According to a PeckShield report, The Harmony attacker has already mixed more than $12 million through the protocol, and they’re sending 100 ETH to Tornado Cash every six minutes.
On Thursday morning, the proof of stake blockchain “Harmony” disclosed that $100 million worth of cryptocurrency had been stolen from its Horizon bridge.
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Harmony posted a tweet on June 23 stating that:
The Harmony team has identified a theft occurring this morning on the Horizon bridge amounting to approx. $100MM.
Later, they blogged about the incidents. Harmony said that their Horizon Ethereum Bridge was a victim of a “malicious attack.”
According to the blog post, the attacker was able to access and decrypt some of the keys used in fraudulent transactions and seizures of assets in the form of BUSB, USDC, ETH, and WBTC. The attacker then converted all assets to ETH.
The Horizon bridge was used to steal over $100 million in different tokens, including FRAX, FXS, wETH, WBTC, AAVE, SUSHI, USDT, and BUSD. These tokens were exchanged for ETH on Uniswap.
Stephen Tse, CEO of Harmony, tweeted on June 25 that:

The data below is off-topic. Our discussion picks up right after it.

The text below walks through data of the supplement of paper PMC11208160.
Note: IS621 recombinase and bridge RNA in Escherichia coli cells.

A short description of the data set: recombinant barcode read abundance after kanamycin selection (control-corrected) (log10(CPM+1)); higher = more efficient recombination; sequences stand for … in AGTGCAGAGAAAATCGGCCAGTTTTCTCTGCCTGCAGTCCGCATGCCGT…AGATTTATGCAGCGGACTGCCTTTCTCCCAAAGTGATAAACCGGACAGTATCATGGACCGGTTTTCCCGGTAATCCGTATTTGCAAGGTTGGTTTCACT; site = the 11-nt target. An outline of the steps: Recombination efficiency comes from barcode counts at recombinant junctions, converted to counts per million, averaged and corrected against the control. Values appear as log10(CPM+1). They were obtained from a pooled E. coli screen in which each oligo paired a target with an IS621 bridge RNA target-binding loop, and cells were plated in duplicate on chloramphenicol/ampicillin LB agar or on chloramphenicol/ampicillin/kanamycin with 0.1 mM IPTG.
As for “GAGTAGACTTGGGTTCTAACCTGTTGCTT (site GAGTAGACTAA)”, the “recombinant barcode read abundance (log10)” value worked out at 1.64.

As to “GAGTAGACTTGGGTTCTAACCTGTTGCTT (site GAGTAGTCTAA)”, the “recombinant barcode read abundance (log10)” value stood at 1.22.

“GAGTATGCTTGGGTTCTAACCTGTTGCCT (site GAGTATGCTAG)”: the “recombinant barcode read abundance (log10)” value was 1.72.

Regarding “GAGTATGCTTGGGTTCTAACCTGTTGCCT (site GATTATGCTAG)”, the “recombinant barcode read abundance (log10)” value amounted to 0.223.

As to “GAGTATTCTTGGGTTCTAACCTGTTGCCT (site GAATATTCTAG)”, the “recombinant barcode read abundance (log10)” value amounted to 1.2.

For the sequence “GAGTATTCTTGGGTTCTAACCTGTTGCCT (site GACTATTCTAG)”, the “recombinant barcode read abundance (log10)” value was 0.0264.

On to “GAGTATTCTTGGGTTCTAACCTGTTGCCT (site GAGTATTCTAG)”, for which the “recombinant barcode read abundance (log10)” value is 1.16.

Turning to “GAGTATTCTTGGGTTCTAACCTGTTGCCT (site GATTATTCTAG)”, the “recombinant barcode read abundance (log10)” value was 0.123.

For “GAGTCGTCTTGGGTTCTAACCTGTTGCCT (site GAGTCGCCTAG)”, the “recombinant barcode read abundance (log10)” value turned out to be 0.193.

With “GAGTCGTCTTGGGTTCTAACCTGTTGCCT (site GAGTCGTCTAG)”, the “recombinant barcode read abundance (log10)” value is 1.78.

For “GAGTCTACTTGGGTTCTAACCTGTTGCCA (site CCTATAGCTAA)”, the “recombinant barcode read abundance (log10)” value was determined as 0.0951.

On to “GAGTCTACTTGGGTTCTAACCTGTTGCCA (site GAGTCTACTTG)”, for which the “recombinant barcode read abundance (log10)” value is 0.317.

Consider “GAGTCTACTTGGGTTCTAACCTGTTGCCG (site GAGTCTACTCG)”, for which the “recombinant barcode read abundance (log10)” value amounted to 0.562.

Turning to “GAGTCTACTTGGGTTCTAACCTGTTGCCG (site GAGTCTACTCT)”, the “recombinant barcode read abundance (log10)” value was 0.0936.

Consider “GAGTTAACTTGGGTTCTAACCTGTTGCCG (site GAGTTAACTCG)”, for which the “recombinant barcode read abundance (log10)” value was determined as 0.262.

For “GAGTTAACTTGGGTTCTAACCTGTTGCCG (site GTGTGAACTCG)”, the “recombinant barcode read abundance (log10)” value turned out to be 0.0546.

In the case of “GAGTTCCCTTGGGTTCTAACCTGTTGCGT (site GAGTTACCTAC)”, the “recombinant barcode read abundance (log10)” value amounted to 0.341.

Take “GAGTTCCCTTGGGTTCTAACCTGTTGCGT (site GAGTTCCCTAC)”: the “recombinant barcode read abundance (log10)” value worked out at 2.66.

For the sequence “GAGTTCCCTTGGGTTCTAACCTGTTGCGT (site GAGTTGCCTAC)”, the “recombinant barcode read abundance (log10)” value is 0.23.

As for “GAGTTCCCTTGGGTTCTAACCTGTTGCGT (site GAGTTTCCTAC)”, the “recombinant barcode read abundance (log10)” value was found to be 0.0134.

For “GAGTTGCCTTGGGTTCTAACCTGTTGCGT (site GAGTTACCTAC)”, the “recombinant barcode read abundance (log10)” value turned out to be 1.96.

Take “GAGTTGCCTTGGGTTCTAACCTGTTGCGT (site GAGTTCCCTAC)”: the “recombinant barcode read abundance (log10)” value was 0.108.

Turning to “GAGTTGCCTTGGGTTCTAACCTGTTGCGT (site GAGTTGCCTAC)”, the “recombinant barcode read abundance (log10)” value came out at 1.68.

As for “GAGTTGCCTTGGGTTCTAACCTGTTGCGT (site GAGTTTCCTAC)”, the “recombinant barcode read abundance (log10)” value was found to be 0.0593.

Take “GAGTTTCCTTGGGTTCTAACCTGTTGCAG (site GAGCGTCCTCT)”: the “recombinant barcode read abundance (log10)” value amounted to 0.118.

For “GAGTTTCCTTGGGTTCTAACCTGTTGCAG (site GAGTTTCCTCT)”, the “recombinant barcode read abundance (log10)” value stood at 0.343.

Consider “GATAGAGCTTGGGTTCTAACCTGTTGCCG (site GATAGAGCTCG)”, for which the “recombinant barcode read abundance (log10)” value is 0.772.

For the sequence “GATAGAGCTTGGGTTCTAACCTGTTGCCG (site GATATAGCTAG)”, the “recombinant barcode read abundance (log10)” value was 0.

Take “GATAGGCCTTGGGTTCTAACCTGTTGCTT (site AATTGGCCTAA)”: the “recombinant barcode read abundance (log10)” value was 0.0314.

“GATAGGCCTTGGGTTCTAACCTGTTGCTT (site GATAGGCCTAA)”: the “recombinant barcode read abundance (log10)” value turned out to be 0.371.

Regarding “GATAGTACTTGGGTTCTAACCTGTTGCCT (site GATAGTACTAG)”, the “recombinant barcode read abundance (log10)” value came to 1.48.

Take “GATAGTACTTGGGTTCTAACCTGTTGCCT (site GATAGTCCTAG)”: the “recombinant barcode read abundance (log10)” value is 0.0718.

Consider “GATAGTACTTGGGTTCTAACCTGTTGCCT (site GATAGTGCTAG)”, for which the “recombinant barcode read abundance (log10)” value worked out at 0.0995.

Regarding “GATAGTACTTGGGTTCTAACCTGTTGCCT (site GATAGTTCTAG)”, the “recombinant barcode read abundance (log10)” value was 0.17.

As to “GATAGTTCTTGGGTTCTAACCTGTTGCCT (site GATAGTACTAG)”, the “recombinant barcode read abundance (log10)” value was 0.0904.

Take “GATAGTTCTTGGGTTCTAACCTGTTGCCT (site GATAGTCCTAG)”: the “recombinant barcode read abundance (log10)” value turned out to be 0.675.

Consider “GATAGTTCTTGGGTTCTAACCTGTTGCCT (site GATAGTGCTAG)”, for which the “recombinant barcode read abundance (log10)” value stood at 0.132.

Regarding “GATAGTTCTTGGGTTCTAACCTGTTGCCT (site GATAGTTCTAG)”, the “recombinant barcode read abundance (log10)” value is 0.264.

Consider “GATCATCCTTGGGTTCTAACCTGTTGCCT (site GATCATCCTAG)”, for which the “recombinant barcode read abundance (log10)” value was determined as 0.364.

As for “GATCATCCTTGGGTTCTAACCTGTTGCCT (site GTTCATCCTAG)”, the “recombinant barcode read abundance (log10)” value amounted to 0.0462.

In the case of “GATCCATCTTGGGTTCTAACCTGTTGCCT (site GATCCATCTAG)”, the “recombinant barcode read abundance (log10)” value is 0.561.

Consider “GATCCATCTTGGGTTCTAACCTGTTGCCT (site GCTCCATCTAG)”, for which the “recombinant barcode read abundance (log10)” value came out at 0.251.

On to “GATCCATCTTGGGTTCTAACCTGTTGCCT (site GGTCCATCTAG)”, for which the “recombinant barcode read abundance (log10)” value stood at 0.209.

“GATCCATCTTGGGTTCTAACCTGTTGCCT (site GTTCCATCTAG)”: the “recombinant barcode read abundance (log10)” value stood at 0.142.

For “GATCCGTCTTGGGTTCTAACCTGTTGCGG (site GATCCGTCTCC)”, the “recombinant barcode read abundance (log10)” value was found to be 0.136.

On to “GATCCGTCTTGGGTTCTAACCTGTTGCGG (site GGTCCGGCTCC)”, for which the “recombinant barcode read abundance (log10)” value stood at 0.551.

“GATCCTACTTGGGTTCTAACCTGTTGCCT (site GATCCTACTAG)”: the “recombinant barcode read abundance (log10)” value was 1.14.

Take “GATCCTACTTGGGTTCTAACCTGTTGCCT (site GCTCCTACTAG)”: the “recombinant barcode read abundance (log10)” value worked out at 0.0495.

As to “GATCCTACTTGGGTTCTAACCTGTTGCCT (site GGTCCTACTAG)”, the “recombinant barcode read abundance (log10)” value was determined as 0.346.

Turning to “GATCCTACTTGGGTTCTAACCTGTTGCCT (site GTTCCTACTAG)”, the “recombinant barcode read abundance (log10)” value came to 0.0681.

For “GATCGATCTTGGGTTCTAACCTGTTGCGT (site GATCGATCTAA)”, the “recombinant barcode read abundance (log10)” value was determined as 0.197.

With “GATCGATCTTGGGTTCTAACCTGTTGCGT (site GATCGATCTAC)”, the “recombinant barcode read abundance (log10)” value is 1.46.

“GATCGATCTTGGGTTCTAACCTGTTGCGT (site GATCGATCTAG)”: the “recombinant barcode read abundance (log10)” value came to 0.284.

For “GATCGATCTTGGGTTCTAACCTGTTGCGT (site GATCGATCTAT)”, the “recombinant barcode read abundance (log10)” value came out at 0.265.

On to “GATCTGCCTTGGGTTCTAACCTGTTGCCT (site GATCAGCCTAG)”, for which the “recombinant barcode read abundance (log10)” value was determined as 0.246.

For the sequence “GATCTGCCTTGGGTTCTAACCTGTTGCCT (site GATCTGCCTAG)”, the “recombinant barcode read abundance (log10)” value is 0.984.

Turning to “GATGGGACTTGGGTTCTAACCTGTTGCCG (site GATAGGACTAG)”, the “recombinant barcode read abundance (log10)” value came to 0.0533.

No evidence of smart contract code breach. No evidence of any vulnerability on the Horizon platform was found. Our consensus layer of the Harmony blockchain remains secure.
Use Of Tornado Cash To Transmit The Harmony’s Amount
According to data from Etherscan, the hacker’s wallet used in the attack transferred around 18,000 ETH ($21 million) to a secondary wallet. And then, the hacker sent around 6,000 ETH ($7 million) to three different addresses using this secondary wallet.
Two of these wallets transferred ETH to a Tornado Cash router. Harmony offered a $1 million bounty two days ago to get the stolen funds back, but it doesn’t seem like that was enough. The transfer still happened. Adding that, Harmony said they won’t support criminal charges if the people who stole the funds help get them back.
Crypto hackers prefer to cash out using Tornado Cash because this protocol makes it hard to trace wallet-to-wallet transfers. However, users can employ zero-knowledge technology to remove the linkages tying together their on-chain transactions with the aid of the Ethereum protocol Tornado Cash.
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In one of the biggest cryptocurrency attacks in history, North Korean government hackers stole more than $600 million in Ethereum from the popular play-to-earn game Axie Infinity in March. They sent a portion of the proceeds to an account on Tornado Cash.
After that, Tornado Cash became incredibly more popular among cryptocurrency stealers. The Meter, Wormhole, Ronin, and now Horizon token bridges have been exploited for more than $1 billion in 2022 through illicit methods.
Featured image from Flickr and Chart from TradingView.com